Retro ‘Doctor Who’ Reviews – Vol. 7.4

Here we are at the of a looooong journey – the final part of the original series in review. We’re not completely done though, next week will be the movie! Oh, gawd…

ghostlightGhost Light

These days the occasional horror themed episode of Doctor Who is not out of the ordinary with Blink, Hide and The Impossible Planet all being well received. At the time of release this was quite a departure from the norm. The Doctor and Ace find themselves in a rather disconcerting haunted mansion during the late 1800s, but what Ace doesn’t know is that the Doctor brought her here for a reason. This episode marks the beginning of an informal season long arc that explores Ace’s troubled past.

The house if under the control of Josiah Samuel Smith who is ruling the occupants through brainwashing. Among the unusual inhabitants is the daughter of the missing original owners, a calculating night maid, an insane explorer, the Rev. Matthew who is a staunch opponent of evolution and a Neanderthal butler. Josiah is a firm supporter of evolution and works to prove this by turning Matthew into an ape. Further curiosities turn up, such as an inspector in suspended animation and two living husks of people evolving and lurking in the basement.


Naturally most of the strange events and characters can be traced back to aliens, with a stone spaceship having crashed into the ground thousands of years ago. The spaceship now makes up the cellar of the mansion. The pilot of the ship arrived on Earth to catalogue all life on the planet, and is enraged to find that evolution has rendered his work obsolete and begins turning people to stone to prevent any further change. With the creature only being made of light the Doctor cannot attack him and must rely on his wits to outsmart this foe.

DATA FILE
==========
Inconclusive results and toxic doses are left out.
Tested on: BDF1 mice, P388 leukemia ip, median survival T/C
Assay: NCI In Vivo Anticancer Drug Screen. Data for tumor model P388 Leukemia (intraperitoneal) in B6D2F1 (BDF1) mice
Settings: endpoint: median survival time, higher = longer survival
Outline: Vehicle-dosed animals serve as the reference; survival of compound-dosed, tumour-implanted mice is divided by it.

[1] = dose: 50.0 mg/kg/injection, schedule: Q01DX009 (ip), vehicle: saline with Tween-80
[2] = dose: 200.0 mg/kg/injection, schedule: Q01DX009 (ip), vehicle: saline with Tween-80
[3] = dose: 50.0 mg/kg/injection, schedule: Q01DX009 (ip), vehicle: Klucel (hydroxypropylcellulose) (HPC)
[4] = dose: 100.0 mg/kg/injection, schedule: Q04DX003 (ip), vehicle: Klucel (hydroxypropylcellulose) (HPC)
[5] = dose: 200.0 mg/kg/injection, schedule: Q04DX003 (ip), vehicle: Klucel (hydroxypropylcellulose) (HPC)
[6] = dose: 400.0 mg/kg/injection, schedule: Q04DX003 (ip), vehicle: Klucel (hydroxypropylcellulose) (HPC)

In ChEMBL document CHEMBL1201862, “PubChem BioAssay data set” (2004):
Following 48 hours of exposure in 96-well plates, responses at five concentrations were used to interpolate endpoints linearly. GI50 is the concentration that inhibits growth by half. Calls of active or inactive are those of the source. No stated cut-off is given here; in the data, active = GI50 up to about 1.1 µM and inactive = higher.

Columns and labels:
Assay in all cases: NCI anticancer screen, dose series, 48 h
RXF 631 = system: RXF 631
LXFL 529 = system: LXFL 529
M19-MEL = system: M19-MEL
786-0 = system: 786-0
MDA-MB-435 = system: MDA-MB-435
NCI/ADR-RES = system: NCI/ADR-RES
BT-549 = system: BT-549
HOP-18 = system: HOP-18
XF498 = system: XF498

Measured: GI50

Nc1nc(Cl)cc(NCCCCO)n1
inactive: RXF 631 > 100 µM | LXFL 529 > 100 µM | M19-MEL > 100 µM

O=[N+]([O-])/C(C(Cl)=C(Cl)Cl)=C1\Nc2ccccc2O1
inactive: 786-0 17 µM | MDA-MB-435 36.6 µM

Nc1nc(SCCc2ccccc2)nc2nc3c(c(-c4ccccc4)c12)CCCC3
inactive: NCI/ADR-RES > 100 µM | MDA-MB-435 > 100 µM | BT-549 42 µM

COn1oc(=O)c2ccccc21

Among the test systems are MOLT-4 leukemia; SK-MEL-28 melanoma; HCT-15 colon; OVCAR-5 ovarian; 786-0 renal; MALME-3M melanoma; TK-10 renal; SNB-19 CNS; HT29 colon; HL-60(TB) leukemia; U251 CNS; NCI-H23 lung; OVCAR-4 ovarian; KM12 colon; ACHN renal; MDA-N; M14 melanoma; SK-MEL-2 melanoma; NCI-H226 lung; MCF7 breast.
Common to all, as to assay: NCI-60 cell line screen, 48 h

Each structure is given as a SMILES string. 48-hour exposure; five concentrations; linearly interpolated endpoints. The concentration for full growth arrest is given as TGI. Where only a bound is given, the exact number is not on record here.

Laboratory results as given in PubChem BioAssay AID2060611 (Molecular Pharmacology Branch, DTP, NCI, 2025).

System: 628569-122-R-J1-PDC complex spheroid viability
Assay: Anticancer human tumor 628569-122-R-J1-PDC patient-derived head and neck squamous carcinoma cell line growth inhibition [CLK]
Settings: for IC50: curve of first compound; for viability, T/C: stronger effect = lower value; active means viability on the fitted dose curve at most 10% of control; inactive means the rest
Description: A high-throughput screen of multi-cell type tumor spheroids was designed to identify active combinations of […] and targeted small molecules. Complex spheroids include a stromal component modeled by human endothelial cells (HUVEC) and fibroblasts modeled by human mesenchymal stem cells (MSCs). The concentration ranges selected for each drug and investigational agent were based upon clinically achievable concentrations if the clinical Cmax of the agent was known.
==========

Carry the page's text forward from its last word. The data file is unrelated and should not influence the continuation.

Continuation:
The connection between the house and Ace goes back to her childhood when, as a delinquent she broke into the house. Feeling an evil presence in the building she burned it to the ground but never understood why it caused her to feel so uncomfortable so the Doctor gives he the opportunity to reach a sense of closure.  It’s good having so much time dedicated to the development of a companion since there’s only so much that can be done with the Doctor’s character at this stage. The setting is original and the mystery unfolds well, with the topic of evolution being handled in an interesting manner. The enemy who emerges late in the piece makes for a thought provoking confrontation. At times it feels as though the script is taking on more ideas and characters than necessary, but it wraps up nicely.

curseoffenricdvdThe Curse of Fenric

The Doctor continues to help Ace explore her past, this time by taking her to a British naval outpost during the Second World War. They learn that the base is being used to intercept coded German messages and stockpile nerve gas. A scientist on the base is using the same decoding supercomputer to translate ancient runes found in catacombs beneath the base and find that they warn of the ‘Fenric’.